ART FOR THE SOUL by Pat Silbert




As a painter these questions have circled around me for years. Recently, I found a book to aid in the exploration of these questions about art and artists and about why we do the work we do. The book, Art as Therapy by Alain de Botton and John Armstrong is a discussion of art and artists in our culture, not about art therapy, per se, but about the possible therapeutic effects of art on the art-makers and the viewers.

Whether we are artists or art lovers, can we imagine art as a partner, helping us to be more alert to what is missing in our lives, to be more thoughtful, kind, open-minded? The book speaks of art that will help us “lean toward the good.”

While reading this book, I wondered: what is in our artist minds as we work? What is driving us to keep doing what we do? Do we each have an inner spark that keeps firing, driving us to continue and grow as we work? Do we think in terms of our art helping the world in some way? I have just again seen and been inspired by The Great Migration Series at the Phillips Gallery in Washington, D.C. The exhibit includes 30 of artist Jacob Lawrence’s original 60 paintings focused on the journey of millions of African Americans to escape Jim Crow laws and unrelenting poverty in the South, in the period between 1920 and WWII. He captures the pain and also the hope in people, in entire families, seeking a better life in the North. His work feels to me like an example of an artist’s passion to do some good by recording a period of history he knew so well, as his parents had been a part of that traumatic migration.

“These strange and tumultuous times make me question and wonder, and ask, what is art for and why do I do this?”    – Pat Silbert


Today, in these strange tumultuous times, I question and wonder, and ask, what is art for and why do I do this? Is this enough? And I ask how do we step back in our minds and think in terms of creating art that will, in the words of historian Mirchea Eliade, “offer a rendering in the fabric of daily life”. In other words, how do we create art that will give a viewer pause to inform, arrest and inspire?

“Transcendant Protection” – Pat Silbert

Art as Therapy raises an interesting question of art as “propaganda.” If the artist has a message, is that propaganda? Is that OK? The authors believe that the artist of the future will have, “an interest in art’s true, historic mission: the promotion of a sensory understanding of what matters most in life.” And this artist of the future “must head directly for the underlying mission of art: changing how we experience the world.”


“Silent Earth” – Pat Silbert

For many years I have been working in my studio to create work that will remind and inspire the viewer to value and preserve the natural world. From a series of flowers, to sheep, and now trees, I have tried to show how valuable these living beings are to our survival. Trees are center stage in my work now and ancient Buddhist images appear as protectors of the natural world. It is my hope that this will create for someone “a rendering in the fabric of daily life”…in order to give someone a mindful pause for thought.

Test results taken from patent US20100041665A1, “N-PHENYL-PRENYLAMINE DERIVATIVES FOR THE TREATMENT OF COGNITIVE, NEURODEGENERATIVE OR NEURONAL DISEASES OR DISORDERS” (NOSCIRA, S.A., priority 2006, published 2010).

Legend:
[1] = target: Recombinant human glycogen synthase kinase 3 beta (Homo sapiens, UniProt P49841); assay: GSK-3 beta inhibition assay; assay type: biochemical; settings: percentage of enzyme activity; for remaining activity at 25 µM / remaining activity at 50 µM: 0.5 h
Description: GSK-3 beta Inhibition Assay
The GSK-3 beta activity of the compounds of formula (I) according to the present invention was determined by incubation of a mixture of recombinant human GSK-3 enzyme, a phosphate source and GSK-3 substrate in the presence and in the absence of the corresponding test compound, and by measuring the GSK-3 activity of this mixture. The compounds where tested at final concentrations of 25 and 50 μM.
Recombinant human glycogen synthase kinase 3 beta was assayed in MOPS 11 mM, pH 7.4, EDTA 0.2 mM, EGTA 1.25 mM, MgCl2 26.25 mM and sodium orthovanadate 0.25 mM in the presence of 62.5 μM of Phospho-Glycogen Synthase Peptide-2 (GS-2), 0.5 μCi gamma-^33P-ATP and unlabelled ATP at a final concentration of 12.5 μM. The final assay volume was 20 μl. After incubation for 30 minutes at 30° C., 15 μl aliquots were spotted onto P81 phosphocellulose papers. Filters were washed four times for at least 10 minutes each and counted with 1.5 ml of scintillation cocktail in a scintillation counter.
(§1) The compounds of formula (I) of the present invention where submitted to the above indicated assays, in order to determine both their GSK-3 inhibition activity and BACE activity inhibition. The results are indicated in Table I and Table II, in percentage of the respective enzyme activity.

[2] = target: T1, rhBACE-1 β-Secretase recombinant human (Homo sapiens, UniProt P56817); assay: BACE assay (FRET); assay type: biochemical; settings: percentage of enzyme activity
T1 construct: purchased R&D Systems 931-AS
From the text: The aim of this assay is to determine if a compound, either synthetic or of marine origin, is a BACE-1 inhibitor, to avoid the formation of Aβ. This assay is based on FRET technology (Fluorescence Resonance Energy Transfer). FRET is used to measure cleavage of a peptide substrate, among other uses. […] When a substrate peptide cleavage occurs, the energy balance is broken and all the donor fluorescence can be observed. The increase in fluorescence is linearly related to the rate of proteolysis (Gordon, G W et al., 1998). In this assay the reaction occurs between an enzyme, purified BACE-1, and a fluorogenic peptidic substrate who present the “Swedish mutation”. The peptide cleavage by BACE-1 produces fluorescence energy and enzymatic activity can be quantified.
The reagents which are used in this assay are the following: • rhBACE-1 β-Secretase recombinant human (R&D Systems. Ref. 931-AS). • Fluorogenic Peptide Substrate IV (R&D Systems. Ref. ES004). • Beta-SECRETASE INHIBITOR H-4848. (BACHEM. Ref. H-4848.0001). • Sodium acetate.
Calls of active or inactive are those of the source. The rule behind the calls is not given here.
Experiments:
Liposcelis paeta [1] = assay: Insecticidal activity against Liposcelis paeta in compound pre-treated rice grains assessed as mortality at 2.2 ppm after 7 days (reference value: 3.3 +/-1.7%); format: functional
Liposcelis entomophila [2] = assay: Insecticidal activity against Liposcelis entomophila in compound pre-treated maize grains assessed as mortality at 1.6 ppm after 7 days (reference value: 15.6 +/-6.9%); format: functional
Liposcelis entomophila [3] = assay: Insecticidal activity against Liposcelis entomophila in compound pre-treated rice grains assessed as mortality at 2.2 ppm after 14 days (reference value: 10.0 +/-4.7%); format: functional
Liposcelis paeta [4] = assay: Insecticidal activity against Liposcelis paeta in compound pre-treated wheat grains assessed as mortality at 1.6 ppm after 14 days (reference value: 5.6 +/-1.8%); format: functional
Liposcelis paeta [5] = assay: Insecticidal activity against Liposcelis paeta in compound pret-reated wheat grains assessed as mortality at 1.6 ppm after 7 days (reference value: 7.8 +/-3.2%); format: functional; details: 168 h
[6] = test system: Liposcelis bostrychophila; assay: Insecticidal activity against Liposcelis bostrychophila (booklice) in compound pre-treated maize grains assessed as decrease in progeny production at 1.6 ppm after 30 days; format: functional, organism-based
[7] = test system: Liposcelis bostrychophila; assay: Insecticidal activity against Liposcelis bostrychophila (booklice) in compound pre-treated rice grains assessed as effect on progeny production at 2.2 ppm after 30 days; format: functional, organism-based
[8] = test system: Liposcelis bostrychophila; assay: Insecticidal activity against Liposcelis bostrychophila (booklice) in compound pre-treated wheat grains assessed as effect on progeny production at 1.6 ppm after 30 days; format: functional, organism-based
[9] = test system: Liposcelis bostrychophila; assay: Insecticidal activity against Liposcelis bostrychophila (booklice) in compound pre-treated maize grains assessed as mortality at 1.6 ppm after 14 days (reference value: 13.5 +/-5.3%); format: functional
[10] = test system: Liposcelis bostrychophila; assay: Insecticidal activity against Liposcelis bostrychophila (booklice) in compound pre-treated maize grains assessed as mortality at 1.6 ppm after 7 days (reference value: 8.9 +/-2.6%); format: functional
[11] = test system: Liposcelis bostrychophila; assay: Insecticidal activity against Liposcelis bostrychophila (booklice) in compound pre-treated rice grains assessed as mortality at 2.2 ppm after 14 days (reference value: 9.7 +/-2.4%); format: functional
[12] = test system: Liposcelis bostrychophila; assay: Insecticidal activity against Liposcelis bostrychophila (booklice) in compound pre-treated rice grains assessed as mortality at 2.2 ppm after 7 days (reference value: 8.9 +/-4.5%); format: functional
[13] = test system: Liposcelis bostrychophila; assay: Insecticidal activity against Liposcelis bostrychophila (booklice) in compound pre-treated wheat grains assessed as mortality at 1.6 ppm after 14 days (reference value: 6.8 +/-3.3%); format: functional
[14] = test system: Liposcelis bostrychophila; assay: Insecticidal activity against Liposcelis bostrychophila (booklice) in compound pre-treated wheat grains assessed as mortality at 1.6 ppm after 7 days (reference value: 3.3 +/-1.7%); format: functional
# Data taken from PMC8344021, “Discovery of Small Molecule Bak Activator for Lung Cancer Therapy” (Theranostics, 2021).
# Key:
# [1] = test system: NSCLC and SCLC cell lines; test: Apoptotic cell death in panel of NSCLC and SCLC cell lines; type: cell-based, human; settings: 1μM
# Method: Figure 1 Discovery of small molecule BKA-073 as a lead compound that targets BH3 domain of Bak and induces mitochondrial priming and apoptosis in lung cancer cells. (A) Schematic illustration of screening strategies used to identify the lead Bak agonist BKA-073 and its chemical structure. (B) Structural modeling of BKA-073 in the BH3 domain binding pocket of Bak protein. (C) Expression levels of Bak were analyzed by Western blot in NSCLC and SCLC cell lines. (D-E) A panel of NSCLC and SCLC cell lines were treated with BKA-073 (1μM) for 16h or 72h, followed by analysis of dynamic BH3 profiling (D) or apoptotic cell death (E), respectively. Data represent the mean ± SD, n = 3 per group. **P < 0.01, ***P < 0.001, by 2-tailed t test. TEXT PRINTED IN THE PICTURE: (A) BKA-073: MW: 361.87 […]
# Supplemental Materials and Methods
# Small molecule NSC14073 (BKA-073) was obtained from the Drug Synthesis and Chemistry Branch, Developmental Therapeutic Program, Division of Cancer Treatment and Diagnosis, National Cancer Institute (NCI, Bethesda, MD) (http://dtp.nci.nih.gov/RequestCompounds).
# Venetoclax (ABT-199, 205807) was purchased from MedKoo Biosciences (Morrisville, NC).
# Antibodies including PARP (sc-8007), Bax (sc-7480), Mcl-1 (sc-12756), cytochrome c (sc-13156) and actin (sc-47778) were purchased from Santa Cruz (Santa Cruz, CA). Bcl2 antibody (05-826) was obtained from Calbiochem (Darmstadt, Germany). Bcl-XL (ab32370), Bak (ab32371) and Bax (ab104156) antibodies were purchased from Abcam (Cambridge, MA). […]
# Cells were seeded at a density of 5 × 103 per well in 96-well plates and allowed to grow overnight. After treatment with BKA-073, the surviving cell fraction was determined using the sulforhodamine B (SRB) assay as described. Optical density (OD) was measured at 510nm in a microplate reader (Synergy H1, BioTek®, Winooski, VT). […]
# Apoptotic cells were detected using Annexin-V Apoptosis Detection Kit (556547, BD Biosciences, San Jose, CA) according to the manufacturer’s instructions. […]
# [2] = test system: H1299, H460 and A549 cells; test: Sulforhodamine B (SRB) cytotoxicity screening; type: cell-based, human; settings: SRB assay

“To Be Revered” – Pat Silbert

Pat Silbert works in and from the natural world. Her paintings and oil pastel drawings reflect a love of nature and a belief in the interconnectedness of all life. From this spiritual perspective her work is a form of meditation. Silbert’s work can be seen as a bridge between the human world and the natural world —it works as a reminder to us of the value of the natural world.

Silbert is a longtime member of Waverly Street Gallery. Her work has also shown in the Washington, D.C. area for many years at Zenith Gallery, Kornblatt Gallery, Fendrick Gallery, and others. She studied at George Washington University, The Corcoran Art School and holds an MFA in writing from Vermont College. She lives in the Washington, D.C. area and in Jaffrey, New Hampshire in the summer. She is a dedicated gardener and inveterate traveler.



Waverly Street Gallery will soon be celebrating its 25th Anniversary with a host of special events and announcements to mark this incredible milestone. We are often asked about the history of our amazing Gallery. With the abundance of beauty in many art forms, it is appropriate that the story should begin with a “beauty contest” in the early 1980’s. That’s how the Planning Board referred internally to the competing plans to develop the site which became 4600 East West Highway.

A gala opening was held for what was then called Arts Alive on April 16, 1993. The brochure handed out that evening noted that throughout the year the Gallery “will feature prominent artists, craftspeople and special events, which will “demonstrate the unique and varied styles of both local and nationally renowned artists.”

Waverly Street Gallery 4600 East-West Highway Bethesda, Maryland

It also promised that Gallery visitors would “experience an uncommon opportunity to meet and observe the resident artists creating their works and demonstration techniques.” We are proud to uphold these high standards today with ongoing exhibits of original art, demonstrations and artist talks to benefit the D.C. metro arts community and the public-at-large. After nearly 25 years, Waverly Street Gallery remains one of the leading fine art galleries in the D.C. metro area. Our artists include painters, sculptors, glass and ceramic artists, printmakers, jewelers, photographers and metalsmiths.

For further information, please contact the Gallery at 301-951-9441.

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